IBM Corp is claiming that significant performance increases across the RS/6000 family are due to a new compiler, AIX XL Fortran Compiler/6000 Version 2 Release 2, which includes a new release of AIX XL Fortran Run Time Environment/6000. The company claims that in development tests with the new Fortran compiler, the low-end Powerstation 320H achieved […]
IBM Corp is claiming that significant performance increases across the RS/6000 family are due to a new compiler, AIX XL Fortran Compiler/6000 Version 2 Release 2, which includes a new release of AIX XL Fortran Run Time Environment/6000. The company claims that in development tests with the new Fortran compiler, the low-end Powerstation 320H achieved 27% improvement in combined SPECmark and a 48% increase for SPECfp, SPEC floating point, while the high-end Powerstation 550 saw a 28% improvement in combined SPECmark and a 52% gain in SPECfp. Large price reductions apply to the RS/6000 520, 530 and 550 deskside systems; the Powerstation 730 Supergraphics workstation; and the Powerserver 930 and 950 rack-mounted systems. Prices on the 8-bit and 24-bit colour graphics adaptors have also been reduced, and the 8-bit adaptor is now $2,320, or with optional Z-buffer solid rendering feature, $4,000, while the 24-bit adaptor is $4,520, or $6,195 with the Z-buffer option. Memory capacity enhancements double the amount of memory that comes standard for four models – the 520, now with 16Mb, the 530 and 930 have 32Mb and the 950 has 64Mb. Disk storage is doubled on the Powerserver 950, with 1.7Gb now standard, and disk storage for the 320H desktop system is increased to 400Mb from 160Mb. The price, memory and disk storage enhancements are effective immediately, applying to systems currently on order as well. The new release of the AIX XL Fortran Compiler/6000 products will be available in September and customers using the current release will automatically receive the new version at no charge. The 320H costs $11,750, the 520 is $21,500, a 530 is $31,500 and a 550 is $52,500. Previously, the systems cost $11,750, $22,330, $38,410 and $130,000 respectively. The 730 is now $48,275, a 930 is $59,500 and a 950 costs $94,500, formerly $62,625, $61,910, $146,640 and $146,640. In the UK, the price changes start with the 320H at UKP8,163, down from UKP9,399. The 520 stays at UKP16,327, and the 530 is reduced to UKP26,001 from UKP27,211. The 540, 550 and and 730 are now UKP38,094, UKP42,327 and UKP37,490, down from UKP65,106, UKP91,795 and UKP40,035 respectively. The 930 and 950 are UKP42,327 and UKP69,537, reduced from UKP4A537 and UKP108,626 in that order. The 320H, 930 and 950 have additional memory capacity, – 400Mb, 670Mb, and 1.7Gb – but the rest are unchanged.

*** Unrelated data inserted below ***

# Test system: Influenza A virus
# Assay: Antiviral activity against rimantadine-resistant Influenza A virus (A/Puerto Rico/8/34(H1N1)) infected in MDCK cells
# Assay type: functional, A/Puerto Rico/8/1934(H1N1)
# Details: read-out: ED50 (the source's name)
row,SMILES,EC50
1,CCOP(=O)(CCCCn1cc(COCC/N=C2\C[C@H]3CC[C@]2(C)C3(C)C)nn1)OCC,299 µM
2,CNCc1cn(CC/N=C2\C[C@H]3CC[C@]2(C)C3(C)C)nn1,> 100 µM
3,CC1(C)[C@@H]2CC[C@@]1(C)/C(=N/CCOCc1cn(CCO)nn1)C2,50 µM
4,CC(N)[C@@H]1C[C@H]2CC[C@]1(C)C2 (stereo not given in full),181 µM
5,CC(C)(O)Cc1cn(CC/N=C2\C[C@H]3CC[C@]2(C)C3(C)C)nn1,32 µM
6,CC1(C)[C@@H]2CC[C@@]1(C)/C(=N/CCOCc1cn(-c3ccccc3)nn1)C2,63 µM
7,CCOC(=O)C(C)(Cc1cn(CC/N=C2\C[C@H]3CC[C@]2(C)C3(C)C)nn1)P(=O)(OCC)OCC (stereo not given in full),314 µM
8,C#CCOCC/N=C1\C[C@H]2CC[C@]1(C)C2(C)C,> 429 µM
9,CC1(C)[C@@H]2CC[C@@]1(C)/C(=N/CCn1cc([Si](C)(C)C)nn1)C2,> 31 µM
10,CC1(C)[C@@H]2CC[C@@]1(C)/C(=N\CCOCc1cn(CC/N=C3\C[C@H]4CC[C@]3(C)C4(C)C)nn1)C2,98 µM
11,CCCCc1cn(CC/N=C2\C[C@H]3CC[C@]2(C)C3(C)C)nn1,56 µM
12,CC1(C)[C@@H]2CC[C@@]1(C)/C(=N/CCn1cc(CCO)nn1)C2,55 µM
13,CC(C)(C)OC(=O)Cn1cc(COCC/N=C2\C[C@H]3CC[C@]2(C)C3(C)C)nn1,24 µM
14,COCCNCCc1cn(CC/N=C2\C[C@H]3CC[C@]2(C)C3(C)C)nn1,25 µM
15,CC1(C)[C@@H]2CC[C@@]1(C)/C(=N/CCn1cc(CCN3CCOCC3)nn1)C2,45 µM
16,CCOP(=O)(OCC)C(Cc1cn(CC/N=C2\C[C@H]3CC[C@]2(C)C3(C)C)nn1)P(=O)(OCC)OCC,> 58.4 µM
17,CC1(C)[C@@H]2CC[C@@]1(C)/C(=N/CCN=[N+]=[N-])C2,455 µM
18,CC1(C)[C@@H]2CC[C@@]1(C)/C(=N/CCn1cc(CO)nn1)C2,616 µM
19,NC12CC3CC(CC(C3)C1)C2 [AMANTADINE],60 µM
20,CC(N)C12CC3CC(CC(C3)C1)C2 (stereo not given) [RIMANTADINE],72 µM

Alongside the price performance improvements, IBM has announced quality assurance software for the RS/6000 family. The software is called Valisys and it enables engineers to validate their Catia computer-aided design drawings. It is also available for VM and MVS mainframe operating systems and can be linked to plant floor modules on the PS/2. IBM says that it enables design, manufacturing and quality engineers to ensure geometric dimensions and tolerances for correct assembly of mating parts; to create inspection paths and processes; and graphically analyse data and compare it with the original design. At the plant floor level, Valisys executes inspection processes and collects data, and continuously monitors the manufacturing process and performs statistical process control.